Skoda Group names new president
By Chad Elmore14 November 2022
Company to combine bus, components business groups
Škoda Group has named Petr Novotný as president of Components & Bus Mobility. In so doing, the company has streamlined the management of two business units that originally operated separately. The company said the activities remain strongly connected and together have significant growth potential.
“We have decided to further streamline our organizational structure and are thus merging the management of our two business units Bus Mobility Solutions and Electric Systems & Components. Novotný, who has 23 years of management experience in multinational companies in Europe, Africa and Asia, is now in charge of both units,” said Didier Pfleger, CEO of Škoda Group.
Novotný will be responsible for the development of the group’s wheeled vehicle business, upon which the group said it plans to focus in the coming years. The potential in this sector, said the company, lies in the research and development of hydrogen propulsion systems, which have recently attracted interest from manufacturers and customers. Its second task will be to further develop the business in the production of propulsion and traction motors, which power rail and road vehicles worldwide.
Novotný studied economics at the University of Economics in Prague, and most of his corporate experience was gained during a 14-year period at Scania, where he first managed the finance department in the Czech Republic and Germany, then was responsible for financial services for South and East Africa and most recently held the position of managing director and member of the board of Scania India for three and a half years.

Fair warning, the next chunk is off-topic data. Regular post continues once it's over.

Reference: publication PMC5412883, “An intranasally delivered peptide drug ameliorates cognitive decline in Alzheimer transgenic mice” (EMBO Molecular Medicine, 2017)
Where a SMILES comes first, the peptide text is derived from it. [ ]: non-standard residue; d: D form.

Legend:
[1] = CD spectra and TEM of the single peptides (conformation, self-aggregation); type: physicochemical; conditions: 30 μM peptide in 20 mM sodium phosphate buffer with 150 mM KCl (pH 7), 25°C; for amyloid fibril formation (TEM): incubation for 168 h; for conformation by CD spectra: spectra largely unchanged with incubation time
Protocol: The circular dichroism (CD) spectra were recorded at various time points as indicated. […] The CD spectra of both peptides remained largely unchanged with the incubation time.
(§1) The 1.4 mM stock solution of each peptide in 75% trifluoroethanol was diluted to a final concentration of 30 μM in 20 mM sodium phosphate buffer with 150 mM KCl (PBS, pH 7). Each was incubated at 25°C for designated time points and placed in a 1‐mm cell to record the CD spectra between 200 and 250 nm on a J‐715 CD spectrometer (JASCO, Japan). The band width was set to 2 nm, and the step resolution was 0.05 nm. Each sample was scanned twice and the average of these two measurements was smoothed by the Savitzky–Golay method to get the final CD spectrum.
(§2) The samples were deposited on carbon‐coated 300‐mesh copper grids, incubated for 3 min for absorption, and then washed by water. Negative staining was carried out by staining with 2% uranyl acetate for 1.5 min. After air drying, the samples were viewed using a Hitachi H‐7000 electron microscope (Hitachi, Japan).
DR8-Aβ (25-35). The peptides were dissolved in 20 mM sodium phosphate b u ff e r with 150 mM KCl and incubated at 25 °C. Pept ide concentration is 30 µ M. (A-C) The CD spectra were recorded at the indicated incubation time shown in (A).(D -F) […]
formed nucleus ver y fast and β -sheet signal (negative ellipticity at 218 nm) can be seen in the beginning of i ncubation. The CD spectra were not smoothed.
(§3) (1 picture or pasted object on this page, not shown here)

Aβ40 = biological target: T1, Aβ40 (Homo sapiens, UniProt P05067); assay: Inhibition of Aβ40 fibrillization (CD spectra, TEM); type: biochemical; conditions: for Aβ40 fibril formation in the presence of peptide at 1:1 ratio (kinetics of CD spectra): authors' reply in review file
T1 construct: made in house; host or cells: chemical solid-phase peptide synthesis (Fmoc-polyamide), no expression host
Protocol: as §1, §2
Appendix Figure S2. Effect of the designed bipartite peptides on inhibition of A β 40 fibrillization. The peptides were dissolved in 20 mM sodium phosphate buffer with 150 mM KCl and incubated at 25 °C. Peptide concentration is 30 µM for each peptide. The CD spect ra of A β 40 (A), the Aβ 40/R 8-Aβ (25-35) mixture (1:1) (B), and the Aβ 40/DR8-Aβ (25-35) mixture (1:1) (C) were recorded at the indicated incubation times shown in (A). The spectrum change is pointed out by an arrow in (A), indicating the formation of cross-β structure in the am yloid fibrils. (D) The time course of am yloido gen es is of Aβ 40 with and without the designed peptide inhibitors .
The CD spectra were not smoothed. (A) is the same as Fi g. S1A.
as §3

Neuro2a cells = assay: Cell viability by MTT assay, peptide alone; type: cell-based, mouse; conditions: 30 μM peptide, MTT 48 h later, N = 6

Based in the Czech Repubic, Škoda Group a.s. recently introduced a new hydrogen-powered bus, the Škoda H’City 12, during the InnoTrans trade fair in Berlin, Germany. The new bus is part of the company’s New Energy Vehicle solution for urban operations.
The company said hydrogen-powered buses put out low noise and vibration levels, something that is also typical for traditional electric buses. However, refuelling a hydrogen bus is considerably quicker, said the company, as there is no direct recharging of the batteries. Hydrogen is filled into the bus, which then reacts with oxygen from the air to produce electricity directly in the bus. This means that the vehicles do not have to wait at charging stations but are always ready to go into operation. Steam is then released into the air as a by-product of the chemical reaction.
The Škoda H’City 12 bus uses PEM fuel cells as its power source. This type of propulsion reportedly allows a driving range of up to 350 km on a single refuelling.
On the component side of the business, Škoda Group said deliveries for Western customers have become increasingly important.
Orders with external customers include Alstom (formerly Bombardier) for the supply of traction motors and their parts for the entire spectrum of rolling stock, where the total volume of deliveries is expected to exceed hundreds of sets of traction motor components.
The company said a new project for the supply of complete electrical equipment for special locomotives used for the purpose of maintenance and diagnostics of railway lines is also underway with the Italian company Tesmec.
Škoda Group said it is also working with Wabtec on the production of mechanical drives, including traction motors for locomotives in Kazakhstan. The group said it has already supplied the American company with equipment for more than 50 locomotives.